5. The commands to raise the electrodes have priority over the commands to lower them and an order to raise can immediately follow any earlier order.
6. If the mean electrolysis voltage Vr or a beam voltage deviates below the safe voltage, which can be preselected or regulable and/or a function of the current density, the degree of anode erosion, or the structure of the cell and all other variables influencing the electrolysis voltage, an order to raise one or more of the beams carrying the anodes will be given until the Vr is again greater than the safe voltage for the beam or beams involved.
In practice, if over a group of whatever anodes there is, the relationship (i - i) -Σ> 0 prevails (whatever Vr may be, a raising command will be given to the beam which carries that anode group and maintained until the foregoing inequality changes sign.
If over all the groups of anodes of beams, (i - i)-σ< 0 and Vr > Vref + Vo (Vo being an additional adjustable voltage), the system will give a lowering command at time, To, which may only follow a raise order after lapsing of time, T1, or a lower order after lapsing of time, T3.
As soon as Vr < (Vref + Sr), where Sr is an adjustable preselected voltage, the control system gives a raise order to all the bus beams until the inequality changes sign.
Turning to the single FIGURE representing one cell in an automatic control system for cells operating according to the present invention, the process will be further described. In an electrolytic chlorine-producing cell utilizing a mercury cathode 5, the feed current is distributed among the several bus bars 8 to the cell anodes 4.
The current distribution cables 3 on anodes 4 are supported by anode carrier beam 7 which can mechanically displace the anodes in relation to mercury layer 5 by means of drive motors 9. This construction can be used to regulate the height of anode supporting beam 7 in relation to the plane of mercury layer 5. Additionally, each anode 4 can be manually positioned in relation to the other anodes as necessary.
The operation of the process according to the present invention utilizes as a measure the current strength in each feed cable. In the FIGURE, each measurement is carried out by determining the voltage drop between two fixed points, shown at 1 and 2, on feed cable 20. All the intensity measurements in the feed cables are gathered by collector 10 which also measures the electrolysis voltage between points 33 and 34. All these measurements are amplified in appropriate amplifiers 11. The comparisons between the intensity in each conductor and on one hand the average intensity; and on the other hand the upper limit, Σ, and the lower limit, σ; the comparison between the electrolysis voltage, Vr, and the selected safe conductor voltages are effected by comparator 12 in which the values are introduced in the form of voltage, these values being a function on the basis of the intensity according to cell construction, the electrolysis process, and all the other variables which influence the electrolysis voltage. These functions are elaborated in computer 13 according to the collected and amplified values from collector 10 and amplifiers 11.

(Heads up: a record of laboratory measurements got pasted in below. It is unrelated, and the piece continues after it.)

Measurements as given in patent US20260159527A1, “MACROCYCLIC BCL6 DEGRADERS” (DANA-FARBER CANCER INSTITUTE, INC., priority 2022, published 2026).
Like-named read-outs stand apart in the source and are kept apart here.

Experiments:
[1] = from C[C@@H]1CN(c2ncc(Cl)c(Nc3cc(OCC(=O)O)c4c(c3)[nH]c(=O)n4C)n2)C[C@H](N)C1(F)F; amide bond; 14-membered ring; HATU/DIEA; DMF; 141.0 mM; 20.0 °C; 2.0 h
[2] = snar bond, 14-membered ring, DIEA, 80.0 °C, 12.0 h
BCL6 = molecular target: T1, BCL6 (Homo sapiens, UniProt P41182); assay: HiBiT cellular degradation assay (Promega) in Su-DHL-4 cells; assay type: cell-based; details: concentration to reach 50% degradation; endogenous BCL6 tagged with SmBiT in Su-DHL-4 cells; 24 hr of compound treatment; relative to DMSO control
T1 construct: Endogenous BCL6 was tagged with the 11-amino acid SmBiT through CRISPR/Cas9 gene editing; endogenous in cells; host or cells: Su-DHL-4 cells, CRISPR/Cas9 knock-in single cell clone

The raise and lower commands for the anode-carrying beams are sent to controller 14 which effects the mechanical raising or lowering of beams 7 by controlling motors 9. These orders, as well as the amplified signals, are registered on recorder 15.
In a simplified mode of operation according to the invention the process is limited to the protection of the anode assemblies. This second mode of operation is characterized by the following points:
1. The parameter used is the current intensity in each homogeneous anode group, the group comprising either one or a plurality of anodes.
2. The current intensity, i, of each group is measured. The mean current intensity, i, is calculated and the difference is calculated for each group.
3. Simultaneously over each group of anodes the difference, (i - i), is compared with a preselected and controlled threshold, Σ.
4. If over any group of anodes there is, (i = i)Σ > 0, an alarm indicates the faulty group of anodes and/or provides an order to raise the anodes to the anode-carrying beam, and this alarm continues until the inequality changes sign.
The measurements and their processing can be effected by the use of an all electric system or a pneumatic system, but it is preferred to use an electronic analog or digital system.
The intensities can be amplified in differential amplifiers and the average obtained digitally or by analog. The constants and the instructions are introduced by means of auxiliary voltages which can be a function of the different parameters, such as intensity, anode group position in the cell, degree of erosion of the anode group, or any of the other variables influencing the value.
The advantages of the present invention are, as stated above, the control of the homogeneous distribution of the current fed to the electrolysis cell through the different current feed conductors for the anodes, and the signals produced are treated in order to correct, or permit the correction of, deviations which manifest themselves in real time and thus protect the anodes against overload and premature wear or erosion.
In addition, the continuous comparison of electrolysis voltage to desired predetermined and regulable voltages which may be a function of all the foregoing parameters permits the lowering of the beams while assuring protection of the anodes. As stated earlier, this results in optimum voltage in the cell interior.
The following Examples are given to illustrate embodiments of the invention as it is presently preferred to practice it. It will be understood that these Examples are illustrative, and the invention is not to be considered as restricted thereto except as indicated in the appended claims.